Plant-based secondary metabolites with medicinal potentialities such as defensins are small, cysteine-rich peptides that represent an imperative aspect of the inherent defense system. Plant defensins possess broad-spectrum biological activities, e.g., bactericidal and insecticidal actions, as well as antifungal, antiviral, and anticancer activities. The unique structural and functional attributes provide a nonspecific and versatile means of combating a variety of microbial pathogens, i.e., fungi, bacteria, protozoa, and enveloped viruses. Some defensins in plants involved in other functions include the development of metal tolerance and the role in sexual reproduction, while most of the defensins make up the innate immune system of the plants. Defensins are structurally and functionally linked and have been characterized in various eukaryotic microorganisms, mammals, plants, gulls, teleost species of fish, mollusks, insect pests, arachnidan, and crustaceans. This defense mechanism has been improved biotechnologically as it helps to protect plants from fungal attacks in genetically modified organisms (GMO). Herein, we review plant defensins as secondary metabolites with medicinal potentialities. The first half of the review elaborates the origin, structural variations, and mechanism of actions of plant defensins. In the second part, the role of defensins in plant defense, stress response, and reproduction are discussed with suitable examples. Lastly, the biological applications of plant defensins as potential antimicrobial and anticancer agents are also deliberated. In summary, plant defensins may open a new prospect in medicine, human health, and agriculture. Full article
(This article belongs to the Special Issue Biological Potential and Medical Use of Secondary Metabolites)
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Open AccessArticle
An Explorative Study of Qualities in Interactive Processes with Children and Their Parents in Music Therapy during and after Pediatric Hematopoietic Stem Cell Transplantation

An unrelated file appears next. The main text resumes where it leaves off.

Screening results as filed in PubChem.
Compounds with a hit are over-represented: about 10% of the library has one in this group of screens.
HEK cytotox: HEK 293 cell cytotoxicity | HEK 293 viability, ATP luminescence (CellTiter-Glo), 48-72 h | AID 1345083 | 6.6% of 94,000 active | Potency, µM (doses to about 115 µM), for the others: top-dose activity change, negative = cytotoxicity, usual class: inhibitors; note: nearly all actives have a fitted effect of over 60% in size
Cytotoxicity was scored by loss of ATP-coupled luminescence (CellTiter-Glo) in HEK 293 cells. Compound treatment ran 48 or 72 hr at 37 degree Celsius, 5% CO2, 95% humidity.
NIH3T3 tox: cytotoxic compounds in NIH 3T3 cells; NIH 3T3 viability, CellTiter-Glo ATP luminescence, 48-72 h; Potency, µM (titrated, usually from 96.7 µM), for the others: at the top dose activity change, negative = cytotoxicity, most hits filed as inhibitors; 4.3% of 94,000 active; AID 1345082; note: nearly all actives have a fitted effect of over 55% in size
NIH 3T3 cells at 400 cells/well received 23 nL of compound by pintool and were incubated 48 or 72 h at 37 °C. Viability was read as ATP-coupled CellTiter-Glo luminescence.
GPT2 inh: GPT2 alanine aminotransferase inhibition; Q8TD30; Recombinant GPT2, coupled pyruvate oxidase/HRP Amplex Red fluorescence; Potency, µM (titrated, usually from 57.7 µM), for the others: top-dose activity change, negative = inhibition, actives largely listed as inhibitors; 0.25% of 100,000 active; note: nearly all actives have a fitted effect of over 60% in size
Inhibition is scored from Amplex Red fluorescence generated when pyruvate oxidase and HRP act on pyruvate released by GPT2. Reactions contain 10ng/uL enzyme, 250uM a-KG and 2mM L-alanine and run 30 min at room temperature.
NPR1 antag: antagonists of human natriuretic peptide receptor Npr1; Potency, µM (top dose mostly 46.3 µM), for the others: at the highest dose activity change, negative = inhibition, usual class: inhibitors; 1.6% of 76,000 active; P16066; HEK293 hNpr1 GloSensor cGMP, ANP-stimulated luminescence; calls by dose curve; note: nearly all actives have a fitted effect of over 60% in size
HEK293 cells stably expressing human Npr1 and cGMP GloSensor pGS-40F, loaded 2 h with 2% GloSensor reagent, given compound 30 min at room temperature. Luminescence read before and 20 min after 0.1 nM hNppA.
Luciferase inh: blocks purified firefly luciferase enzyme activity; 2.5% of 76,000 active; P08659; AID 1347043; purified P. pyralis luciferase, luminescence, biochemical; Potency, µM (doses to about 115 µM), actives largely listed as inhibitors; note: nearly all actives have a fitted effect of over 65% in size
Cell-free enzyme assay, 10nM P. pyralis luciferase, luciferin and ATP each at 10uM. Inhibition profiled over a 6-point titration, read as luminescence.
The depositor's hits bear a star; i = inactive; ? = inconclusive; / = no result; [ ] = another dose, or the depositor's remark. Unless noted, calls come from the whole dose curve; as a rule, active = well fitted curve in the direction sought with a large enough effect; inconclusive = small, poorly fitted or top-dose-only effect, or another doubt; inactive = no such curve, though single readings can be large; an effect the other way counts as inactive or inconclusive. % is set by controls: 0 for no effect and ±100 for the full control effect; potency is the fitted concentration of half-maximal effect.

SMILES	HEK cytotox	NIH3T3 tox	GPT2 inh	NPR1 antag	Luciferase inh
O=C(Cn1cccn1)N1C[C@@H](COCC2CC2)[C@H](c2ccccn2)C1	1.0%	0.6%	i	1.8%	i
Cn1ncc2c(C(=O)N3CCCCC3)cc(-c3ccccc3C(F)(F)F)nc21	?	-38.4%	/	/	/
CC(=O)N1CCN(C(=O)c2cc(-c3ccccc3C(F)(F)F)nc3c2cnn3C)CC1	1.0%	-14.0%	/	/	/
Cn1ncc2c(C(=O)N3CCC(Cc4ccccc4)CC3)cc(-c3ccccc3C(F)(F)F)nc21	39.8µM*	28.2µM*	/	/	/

Received: 1 December 2018 / Revised: 29 January 2019 / Accepted: 11 February 2019 / Published: 18 February 2019
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Abstract
Background: Hematopoietic stem cell transplantation (HSCT) is an established treatment for severe disorders of the pediatric hematopoietic system. However, there is a need for supportive interventions due to physiological and psychological strain. Music therapy is used in health care to help patients through [...] Read more.
Background: Hematopoietic stem cell transplantation (HSCT) is an established treatment for severe disorders of the pediatric hematopoietic system. However, there is a need for supportive interventions due to physiological and psychological strain. Music therapy is used in health care to help patients through difficult experiences and enable well-being. Our previous randomized studies showed significantly reduced heart rates four to eight hours after intervention as well as increased health-related quality of life. Methods: The aim of this qualitative study was to explore the participants’ and parents’ own experiences of the interactive processes during the music therapy intervention. Six families were included. The data collection used collaborative research interviews. An independent psychologist facilitated the interviews with the children, the parents, and the music therapist and also performed the analysis. Results: Three main themes emerged: experiences of competency and recognition of self, interactive affect regulation as change potential, and importance of the therapeutic relationship. Conclusions: For the participants, music therapy developed into a significant and helpful experience, an important ingredient in coping with and managing the treatment period at the hospital. Full article